Tag Archives: Underground Storage Tank

TCEQ Proposed Petroleum Storage Tank Rules

 

 

On Nov. 15, 2017, TCEQ commissioners approved publication of the proposed rules for petroleum storage tanks.

The proposed rulemaking amends Title 30 Texas Administrative Code (TAC) Chapter 334. This required rulemaking will incorporate necessary changes to 30 TAC Chapter 334 in accordance with the EPA’s 2015 revisions to the federal underground storage tank (UST) regulations in Title 40 Code of Federal Regulations Part 280.

The rule revisions include:

  • Periodic operation and maintenance requirements for UST systems to conduct walkthrough inspections and test UST system components,
  • New requirements to annually test specific release-detection equipment,
  • Changes to comply with existing EPA release-detection requirements to monitor at least every 30 days (instead of every 35 days), and
  • Minor rule revisions relating to the fee on delivery of petroleum products to reflect changes that were statutorily implemented in the Texas Water Code in 2015.

The public comment period will be Dec. 1, 2017 through Jan. 9, 2018. Comments may be submitted electronically beginning Dec. 1, 2017.

A formal public rule hearing is also scheduled for 2:00 p.m. on Jan. 9, 2018, at the TCEQ’s Central Office located at 12100 Park 35 Circle, Austin, TX 78753, in Building E, Conference Room 201S.

Visit the TCEQ website for more information about the proposed rule.  If you have questions about the proposed rule, contact Andy Tait at atait@tait.com.

California UST Operator Training Course is now available

After training Designated UST Operators (also known as DOs or DUSTOs) for over 9 years in a classroom setting, TAIT is now finished in the process of converting our classroom course to an online, self-paced course.  This course is now available on our website. http://tait.ustcourse.com/store

Here is a preview:

As required by the California State Water Resources Control Board (SWRCB), Designated Operators must have their license renewed every two years.  After taking our training, every student must pass an exam administered by the International Code Council (ICC). Our training covers:

  • UST Systems
  • Release Detection
  • Release Reporting
  • Operating Requirement
  • Record Keeping

This new online course is available 24/7, and will be self-paced, meaning a student’s work is saved, and they can pick up where they finished. If a student does not pass the first time, that student can take the course again with no additional cost. If a student fails a second time, TAIT will provide a full refund as long as that student completes the course a second time. TAIT has 40 years of UST training experience, so any student will be in good hands

Please visit http://tait.ustcourse.com/store for more information on this new course, as well as the other UST Operator Training Courses TAIT offers. You can take the course HERE.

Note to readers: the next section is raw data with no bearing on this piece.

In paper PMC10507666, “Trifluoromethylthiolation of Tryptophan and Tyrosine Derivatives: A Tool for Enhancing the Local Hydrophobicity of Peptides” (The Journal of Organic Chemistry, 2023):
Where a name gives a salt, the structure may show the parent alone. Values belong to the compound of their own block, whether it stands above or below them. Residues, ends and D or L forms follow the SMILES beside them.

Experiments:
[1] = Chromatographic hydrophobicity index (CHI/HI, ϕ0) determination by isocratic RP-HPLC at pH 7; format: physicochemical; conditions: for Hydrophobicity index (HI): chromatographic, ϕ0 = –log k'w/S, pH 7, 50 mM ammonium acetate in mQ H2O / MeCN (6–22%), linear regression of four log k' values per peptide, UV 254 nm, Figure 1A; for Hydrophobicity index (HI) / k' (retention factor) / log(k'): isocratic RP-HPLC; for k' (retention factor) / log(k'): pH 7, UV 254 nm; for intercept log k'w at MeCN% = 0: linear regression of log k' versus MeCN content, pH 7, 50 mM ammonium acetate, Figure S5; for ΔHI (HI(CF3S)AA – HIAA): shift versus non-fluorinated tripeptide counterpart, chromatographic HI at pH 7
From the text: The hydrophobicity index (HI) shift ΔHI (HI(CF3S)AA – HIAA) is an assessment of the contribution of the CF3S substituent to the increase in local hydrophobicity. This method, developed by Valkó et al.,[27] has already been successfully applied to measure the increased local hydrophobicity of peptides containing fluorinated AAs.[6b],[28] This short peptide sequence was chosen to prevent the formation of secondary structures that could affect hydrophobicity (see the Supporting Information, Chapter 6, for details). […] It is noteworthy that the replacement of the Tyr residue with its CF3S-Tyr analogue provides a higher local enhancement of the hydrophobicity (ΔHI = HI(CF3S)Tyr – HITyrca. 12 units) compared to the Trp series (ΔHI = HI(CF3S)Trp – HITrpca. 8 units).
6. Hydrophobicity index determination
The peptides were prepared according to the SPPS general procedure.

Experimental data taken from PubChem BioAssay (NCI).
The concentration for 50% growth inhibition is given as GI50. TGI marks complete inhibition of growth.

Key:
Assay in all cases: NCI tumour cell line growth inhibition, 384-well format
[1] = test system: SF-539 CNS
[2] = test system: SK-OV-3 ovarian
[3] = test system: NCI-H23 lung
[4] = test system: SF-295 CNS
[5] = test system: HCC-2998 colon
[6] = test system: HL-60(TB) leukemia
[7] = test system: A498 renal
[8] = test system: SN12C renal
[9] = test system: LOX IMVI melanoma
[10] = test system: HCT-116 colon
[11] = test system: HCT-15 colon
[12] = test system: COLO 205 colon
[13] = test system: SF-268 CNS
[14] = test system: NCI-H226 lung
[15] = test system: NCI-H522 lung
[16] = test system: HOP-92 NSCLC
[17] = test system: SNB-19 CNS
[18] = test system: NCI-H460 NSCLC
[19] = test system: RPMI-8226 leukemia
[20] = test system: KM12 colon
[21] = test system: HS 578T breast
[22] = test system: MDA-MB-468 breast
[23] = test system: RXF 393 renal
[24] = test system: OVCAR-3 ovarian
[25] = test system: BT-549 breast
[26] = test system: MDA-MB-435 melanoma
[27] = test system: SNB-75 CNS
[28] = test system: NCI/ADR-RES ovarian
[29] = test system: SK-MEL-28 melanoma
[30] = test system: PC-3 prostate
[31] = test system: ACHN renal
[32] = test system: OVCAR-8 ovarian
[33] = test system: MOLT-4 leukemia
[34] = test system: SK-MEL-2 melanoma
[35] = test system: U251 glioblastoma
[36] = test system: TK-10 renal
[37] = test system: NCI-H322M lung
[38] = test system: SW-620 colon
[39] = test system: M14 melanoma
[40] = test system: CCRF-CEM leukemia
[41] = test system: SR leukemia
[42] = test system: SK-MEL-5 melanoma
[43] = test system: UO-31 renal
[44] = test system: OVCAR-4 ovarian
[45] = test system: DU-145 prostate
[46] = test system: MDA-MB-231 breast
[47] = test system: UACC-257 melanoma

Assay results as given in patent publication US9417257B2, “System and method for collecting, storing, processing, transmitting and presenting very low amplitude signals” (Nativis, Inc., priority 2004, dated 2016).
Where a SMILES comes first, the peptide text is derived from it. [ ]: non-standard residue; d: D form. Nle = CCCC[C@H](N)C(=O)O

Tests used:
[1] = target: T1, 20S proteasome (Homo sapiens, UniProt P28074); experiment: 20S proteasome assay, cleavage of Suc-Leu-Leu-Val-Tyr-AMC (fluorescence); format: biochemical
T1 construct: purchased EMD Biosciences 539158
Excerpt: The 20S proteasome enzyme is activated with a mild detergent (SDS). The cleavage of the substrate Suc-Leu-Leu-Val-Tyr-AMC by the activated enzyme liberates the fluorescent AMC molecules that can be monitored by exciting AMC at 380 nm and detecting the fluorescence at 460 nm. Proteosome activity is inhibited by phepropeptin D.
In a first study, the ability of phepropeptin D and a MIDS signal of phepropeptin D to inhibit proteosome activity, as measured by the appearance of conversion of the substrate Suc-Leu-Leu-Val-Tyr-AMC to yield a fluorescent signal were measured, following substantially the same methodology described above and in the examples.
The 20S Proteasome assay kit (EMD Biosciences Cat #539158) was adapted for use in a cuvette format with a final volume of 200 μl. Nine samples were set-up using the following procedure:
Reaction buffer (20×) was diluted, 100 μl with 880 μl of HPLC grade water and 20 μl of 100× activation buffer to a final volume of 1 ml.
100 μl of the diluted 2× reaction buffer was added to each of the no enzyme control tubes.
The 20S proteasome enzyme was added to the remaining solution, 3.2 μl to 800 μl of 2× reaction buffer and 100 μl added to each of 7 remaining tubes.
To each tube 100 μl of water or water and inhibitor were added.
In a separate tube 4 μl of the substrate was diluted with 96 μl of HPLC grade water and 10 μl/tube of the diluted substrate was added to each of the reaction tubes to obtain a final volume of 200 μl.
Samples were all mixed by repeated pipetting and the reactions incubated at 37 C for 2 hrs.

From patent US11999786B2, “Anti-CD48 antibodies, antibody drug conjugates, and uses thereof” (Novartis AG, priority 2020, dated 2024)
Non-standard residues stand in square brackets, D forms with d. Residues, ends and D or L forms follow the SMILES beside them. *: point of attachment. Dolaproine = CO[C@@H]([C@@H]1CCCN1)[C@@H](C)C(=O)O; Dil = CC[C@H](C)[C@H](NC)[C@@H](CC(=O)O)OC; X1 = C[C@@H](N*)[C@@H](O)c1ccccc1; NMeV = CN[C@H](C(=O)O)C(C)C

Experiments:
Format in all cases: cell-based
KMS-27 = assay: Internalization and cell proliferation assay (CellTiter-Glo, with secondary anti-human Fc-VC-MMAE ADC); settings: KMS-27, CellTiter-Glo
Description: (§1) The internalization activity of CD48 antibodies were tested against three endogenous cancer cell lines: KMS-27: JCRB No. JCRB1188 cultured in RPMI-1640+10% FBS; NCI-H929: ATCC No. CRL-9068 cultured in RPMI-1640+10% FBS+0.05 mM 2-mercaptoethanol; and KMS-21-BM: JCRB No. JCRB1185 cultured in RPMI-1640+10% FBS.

Updated Illinois AB UST Operator Course – Shortened Exam

You requested we delivered! The Illinois AB UST operator course exam questions have been cut in half! Same great training, fewer questions, and a new look and feel! For simple and automatic enrollment visit tait.ustcourse.com. For quick purchase, click on the button below to get started on your training today!

 

New 2-hour TFFA Texas AB UST Course

The TFFA Texas course has been remodeled! Shortest TCEQ approved Texas course offered for AB Operator training! Eye appealing, direct, and easy to follow information. Click on the button below OR visit texas.ustcourse.com to get started!

2015 Revised Underground Storage Tank Regulations

2015 Revised Underground Storage Tank Regulations

We’ve been waiting for years for the update to finally be announced, and here it is: The requirements implemented on the effective date of the final UST regulation are those that either do not require significant education and outreach or apply to new installations, repairs, or releases. EPA is allowing up to three years for owners and operators to implement the requirements that require significant outreach, equipment to be upgraded or installed (such as for previously deferred UST systems), or scheduling and testing. During those three years, the regulatory/implementing agencies shall educate owners and operators about today’s new requirements and allow owners and operators to schedule testing. The exception to implementing the requirements immediately or in three years is that EPA is implementing the secondary containment requirement 180 days after the effective date of the UST regulation.

Keep in mind, we do not have the effective date, yet. We do know it will be soon, maybe tomorrow!

Here are the Implementation Time Frames for the New Requirements in an easy to read chart – Immediately, 180 days or Three Years

Chart of Implementation Time Frames for New Requirements

9 Note that EPA is requiring owners and operators to also submit a one-time notification of existence for these UST systems within 3 years of the effective date of today’s final UST regulation.

States with Approved UST Programs are going to have to incorporate the changes to the UST technical regulations.  They will have three years to reapply in order to retain their SPA status. Owners and operators in these states must continue to follow their state requirements until the state changes its requirements or until the state’s SPA status changes.
Map showing states with EPA State Program Approval

That means there will be three years grace period before we start seeing enforcement/NOVs for some of the required changes.

The owners and operators in 16 non-SPA states and territories must meet the federal requirements according to the schedule in the 2015 UST regulation. In addition, owners and operators will need to follow their state requirements. Indian country UST owners and operators must meet the federal requirements according to the schedule in the 2015 UST regulation.